NASA challenge-grant program brings up 13 promising ideas

Thirteen academic and corporate thinkers have received awards from NASA in order to develop ideas for transforming future missions. It is part of the NASA Innov...

Thirteen academic and corporate thinkers have received awards from NASA in order to develop ideas for transforming future missions. It is part of the NASA Innovative Advanced Concepts Program. For details, the Federal Drive with Tom Temin spoke with the program’s Deputy Executive John Nelson and the program’s Acting Executive Mike LaPointe.

Interview Transcript: 

Tom Temin And the program itself, I guess you call it NIAC. The basic program, NASA Innovative Advanced Concepts Program. That is not new, you’ve been doing this for a number of years.

Mike LaPointe Oh that’s correct. Actually, it was reconstituted in 2011 as a NASA program. And so it’s has been around for a while. John and I have been, involved with it for the last couple of years. Kind of came on as the acting PE a couple years back. And John came on about a year ago last October.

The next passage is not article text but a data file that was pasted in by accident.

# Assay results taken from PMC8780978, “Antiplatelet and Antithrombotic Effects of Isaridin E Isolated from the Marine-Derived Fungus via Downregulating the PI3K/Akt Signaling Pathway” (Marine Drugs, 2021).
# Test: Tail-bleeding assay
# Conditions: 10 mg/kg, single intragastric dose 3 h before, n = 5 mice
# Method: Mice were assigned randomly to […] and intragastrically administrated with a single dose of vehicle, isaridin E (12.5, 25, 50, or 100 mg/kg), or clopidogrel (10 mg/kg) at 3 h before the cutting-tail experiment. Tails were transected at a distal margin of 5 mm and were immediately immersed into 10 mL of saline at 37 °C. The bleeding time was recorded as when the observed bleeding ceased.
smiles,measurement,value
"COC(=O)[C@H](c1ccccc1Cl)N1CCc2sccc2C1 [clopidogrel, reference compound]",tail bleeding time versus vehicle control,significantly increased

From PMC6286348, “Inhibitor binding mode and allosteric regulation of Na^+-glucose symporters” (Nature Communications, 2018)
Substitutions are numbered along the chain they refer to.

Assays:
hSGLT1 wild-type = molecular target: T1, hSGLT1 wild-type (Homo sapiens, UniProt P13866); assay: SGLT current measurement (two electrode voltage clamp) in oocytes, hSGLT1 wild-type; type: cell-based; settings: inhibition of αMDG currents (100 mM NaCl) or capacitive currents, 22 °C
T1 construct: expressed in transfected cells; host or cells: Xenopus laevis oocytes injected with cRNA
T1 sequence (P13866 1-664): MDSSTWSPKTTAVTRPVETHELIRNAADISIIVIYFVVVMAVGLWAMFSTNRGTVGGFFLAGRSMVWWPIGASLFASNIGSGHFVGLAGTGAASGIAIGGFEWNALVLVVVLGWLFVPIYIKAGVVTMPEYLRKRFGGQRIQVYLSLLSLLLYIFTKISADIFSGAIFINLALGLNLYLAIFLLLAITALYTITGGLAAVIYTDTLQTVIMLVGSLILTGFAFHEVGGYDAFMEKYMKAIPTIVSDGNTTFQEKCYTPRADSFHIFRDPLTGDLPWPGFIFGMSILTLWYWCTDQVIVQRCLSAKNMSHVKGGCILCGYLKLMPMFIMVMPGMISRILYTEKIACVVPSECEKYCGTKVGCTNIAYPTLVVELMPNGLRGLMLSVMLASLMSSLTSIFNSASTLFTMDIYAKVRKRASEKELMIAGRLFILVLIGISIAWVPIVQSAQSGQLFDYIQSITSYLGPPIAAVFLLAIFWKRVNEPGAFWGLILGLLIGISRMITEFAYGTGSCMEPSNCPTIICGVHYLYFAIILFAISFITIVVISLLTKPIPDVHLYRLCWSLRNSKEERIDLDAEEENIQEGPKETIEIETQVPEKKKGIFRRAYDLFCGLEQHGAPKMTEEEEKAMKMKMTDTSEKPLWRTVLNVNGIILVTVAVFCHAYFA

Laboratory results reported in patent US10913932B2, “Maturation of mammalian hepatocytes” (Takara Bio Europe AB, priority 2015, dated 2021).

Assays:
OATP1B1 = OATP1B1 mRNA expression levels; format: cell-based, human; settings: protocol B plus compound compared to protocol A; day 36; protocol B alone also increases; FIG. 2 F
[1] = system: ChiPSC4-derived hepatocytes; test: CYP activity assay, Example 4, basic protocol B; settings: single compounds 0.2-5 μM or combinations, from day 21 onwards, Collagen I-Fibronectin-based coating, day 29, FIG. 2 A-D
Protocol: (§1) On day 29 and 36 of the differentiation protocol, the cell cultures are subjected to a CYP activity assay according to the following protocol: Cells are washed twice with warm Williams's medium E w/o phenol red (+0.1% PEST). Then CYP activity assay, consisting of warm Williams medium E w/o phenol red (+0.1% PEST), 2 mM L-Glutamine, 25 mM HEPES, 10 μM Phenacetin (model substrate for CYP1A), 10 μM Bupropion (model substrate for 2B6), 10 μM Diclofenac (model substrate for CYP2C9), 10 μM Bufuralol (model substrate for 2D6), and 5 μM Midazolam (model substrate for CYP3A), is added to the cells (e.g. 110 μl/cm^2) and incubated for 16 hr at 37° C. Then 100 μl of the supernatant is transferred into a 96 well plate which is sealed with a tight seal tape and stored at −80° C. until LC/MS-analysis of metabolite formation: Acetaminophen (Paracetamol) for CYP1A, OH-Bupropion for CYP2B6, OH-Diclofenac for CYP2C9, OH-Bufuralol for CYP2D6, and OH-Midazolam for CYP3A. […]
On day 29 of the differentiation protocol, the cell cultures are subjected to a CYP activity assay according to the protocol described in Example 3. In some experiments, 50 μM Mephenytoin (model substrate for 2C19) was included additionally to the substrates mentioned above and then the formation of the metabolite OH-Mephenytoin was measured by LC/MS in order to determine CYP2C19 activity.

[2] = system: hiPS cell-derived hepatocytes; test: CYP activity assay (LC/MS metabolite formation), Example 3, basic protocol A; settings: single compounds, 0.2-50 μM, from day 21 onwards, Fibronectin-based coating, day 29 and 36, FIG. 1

Tom Temin All right. And looks like a challenge grant type of program where you give small amounts of money to a lot of people to develop ideas. Is that basically how it works?

Mike LaPointe It is. It’s actually a three phase program. And I’ll let John talk about it in more detail. But basically, phase one is projects that we’ll talk about today, is our initial, basically a feasibility study. It’s a nine month, 175K, technology development effort. Basically, I studied, to tell NASA why your idea is a good idea that we should pursue. And then after that, we have, phase two, which is a two year, 600K, more of a viability study to put more meat on the bones of the concept. And then phase three, which is very rare, we do basic one of those years, a $2 million, two year effort to really advance the technology. So John, anything you’d like to say about it.

John Nelson Yeah, I’ll just add that while we do have three phases and, you know, phase three does involve some actual technology development. You have to remember, put this in context, this is all very early stage stuff. So unlike a lot of technology development programs, we’re not looking at a mission that’s five years out or up and even ten years out. We’re looking at capabilities that don’t currently exist. Visionary, truly transformative ideas that may not come to fruition for 20 years or more, and some cases a lot more than 20 years. So that’s why we start with that small phase one feasibility concept. We don’t expect all these ideas to work. We’re exploring whether or not the idea has any feasibility at all and is worth further development.

Tom Temin And when you launch a round, just for example, like the one you just awarded, do you focus on a particular area, for example, going to Mars or sustaining human life, or looking back down at the Earth or just anything that might be useful to NASA?